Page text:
High Stakes

Straight Talk for Communicating a Hack

Ransomware. Malware. Botched IT implementation. Epic fail.

Healthcare is increasingly dependent on technology. With promises of making the delivery of care more efficient, coordinated and precise, speeding up the claims adjudication process and streamlining HR functions, all of us in healthcare are excited about the potential technology holds to better our industry.

But this embrace of technology and all its glory leaves an organization vulnerable to a slew of potential crisis situations that can challenge the true and tested ways of crisis management.

Herein lies the trouble with tech crises. They’re highly complex. They can utterly paralyze an organization’s financial, clinical and communications systems. They can erode consumer trust when affecting patient privacy. And they often take longer to untangle.

And let’s face it: The tech guru at your organization isn’t usually the warm and fuzzy person you put on camera to ease concerns, calm emotions and rebuild trust. No offense tech folks, but you know it’s true.

As these crises grow more common, they’re vexing healthcare and communications leaders and the public they serve.

When you think about developing a crisis response to these situations, consider the following.

  • Think big and act early: The time to extol the virtues of your organization’s top-notch technology is long before anything has gone wrong with it. Proactively educate your constituencies on your deep investments in this area. In telling the story, stay out of the tech weeds and tie that investment to the mission.  Share how these technologies allow you to provide a higher quality of patient care. How they ease patients’ burdens. How they position your organization for success in the long term. Outlining this information ahead of time provides a framework and vocabulary for the moment this conversation becomes necessary (i.e. crisis).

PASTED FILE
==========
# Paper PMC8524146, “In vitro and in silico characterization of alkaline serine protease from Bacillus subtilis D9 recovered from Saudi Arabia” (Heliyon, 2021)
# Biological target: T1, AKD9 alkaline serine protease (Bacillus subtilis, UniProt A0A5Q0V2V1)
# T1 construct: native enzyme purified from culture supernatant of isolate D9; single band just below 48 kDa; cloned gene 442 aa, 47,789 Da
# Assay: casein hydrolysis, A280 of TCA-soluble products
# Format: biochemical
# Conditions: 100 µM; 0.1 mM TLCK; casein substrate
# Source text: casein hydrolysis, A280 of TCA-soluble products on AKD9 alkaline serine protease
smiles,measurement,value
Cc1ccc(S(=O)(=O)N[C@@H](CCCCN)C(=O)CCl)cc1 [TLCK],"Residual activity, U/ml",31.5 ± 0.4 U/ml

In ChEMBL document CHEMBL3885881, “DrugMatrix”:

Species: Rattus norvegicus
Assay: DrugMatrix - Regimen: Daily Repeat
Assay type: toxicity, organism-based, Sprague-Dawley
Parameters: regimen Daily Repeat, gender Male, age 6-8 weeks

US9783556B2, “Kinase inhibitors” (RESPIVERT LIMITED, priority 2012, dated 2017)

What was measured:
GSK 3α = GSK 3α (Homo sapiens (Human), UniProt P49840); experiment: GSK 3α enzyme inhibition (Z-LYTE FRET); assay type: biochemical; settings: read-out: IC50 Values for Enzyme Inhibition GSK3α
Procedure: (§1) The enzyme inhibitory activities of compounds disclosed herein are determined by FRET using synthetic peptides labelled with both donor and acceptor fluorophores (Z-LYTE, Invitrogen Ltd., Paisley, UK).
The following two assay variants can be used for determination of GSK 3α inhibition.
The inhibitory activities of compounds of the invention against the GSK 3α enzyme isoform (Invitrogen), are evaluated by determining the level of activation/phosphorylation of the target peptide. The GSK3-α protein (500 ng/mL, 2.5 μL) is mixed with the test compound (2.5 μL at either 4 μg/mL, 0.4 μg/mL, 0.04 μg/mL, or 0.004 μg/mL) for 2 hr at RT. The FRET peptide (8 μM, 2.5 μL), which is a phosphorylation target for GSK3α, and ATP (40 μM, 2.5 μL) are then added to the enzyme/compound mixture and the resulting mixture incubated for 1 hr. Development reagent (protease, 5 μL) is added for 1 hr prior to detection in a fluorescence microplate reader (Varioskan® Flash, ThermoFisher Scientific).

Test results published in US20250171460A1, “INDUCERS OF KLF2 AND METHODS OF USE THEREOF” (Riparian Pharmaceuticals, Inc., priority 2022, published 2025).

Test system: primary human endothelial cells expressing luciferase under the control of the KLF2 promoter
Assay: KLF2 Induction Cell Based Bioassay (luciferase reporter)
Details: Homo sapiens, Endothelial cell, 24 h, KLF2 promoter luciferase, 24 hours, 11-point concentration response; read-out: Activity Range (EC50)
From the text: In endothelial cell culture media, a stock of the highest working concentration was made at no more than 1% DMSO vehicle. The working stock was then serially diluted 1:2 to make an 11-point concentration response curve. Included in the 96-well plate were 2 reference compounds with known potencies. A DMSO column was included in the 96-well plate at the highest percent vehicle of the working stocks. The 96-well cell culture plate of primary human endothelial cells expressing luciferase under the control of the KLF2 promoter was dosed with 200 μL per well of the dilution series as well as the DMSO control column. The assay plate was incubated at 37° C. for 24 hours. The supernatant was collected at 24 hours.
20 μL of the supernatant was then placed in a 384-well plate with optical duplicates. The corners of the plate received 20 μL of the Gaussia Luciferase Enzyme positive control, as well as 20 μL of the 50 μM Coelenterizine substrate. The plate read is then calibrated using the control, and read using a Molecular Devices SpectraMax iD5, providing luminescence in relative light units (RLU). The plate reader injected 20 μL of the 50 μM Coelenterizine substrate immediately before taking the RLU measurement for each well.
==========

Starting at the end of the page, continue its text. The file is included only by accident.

• Get smart and prepare as a team: Sure you may have an operational or legal protocol in place for a technology crisis, but have Legal and Ops thought through the public dimension? Oftentimes, these colleagues are thinking about the intricacies of the technical functions, the details in how data is collected and ensuring usability and adaption. They’re not thinking about how to talk about it at a layman’s level. All three departments (Legal, Ops and Communications) need to work in concert to know the risks, create a plan and tackle it together. Technology crises are invariably complicated and often far-reaching.
  • Choose the right spokesperson(s): Regardless of who understands the issue best, do they also know how to translate that information to your unique audiences? These crises require a unique confluence of credibility, compassion, technical know-how and the ability to explain clearly without jargon. Your spokesperson(s) must not only be able to explain in layman’s terms how this technology helps patient care, but also must speak to the technical and legal components of the issue at hand. They must have credibility, compassion and connection with the audience. Perhaps it is a communications staffer who needs technical instruction, or a tech guru who needs training on public speaking. Know your staff’s strengths. And tag team if necessary.

These crises are hitting with alarming frequency. With thorough prep planned by a multidisciplinary team, you’ll succeed at protecting the trust your organization relies on from your employees, physicians and the community.


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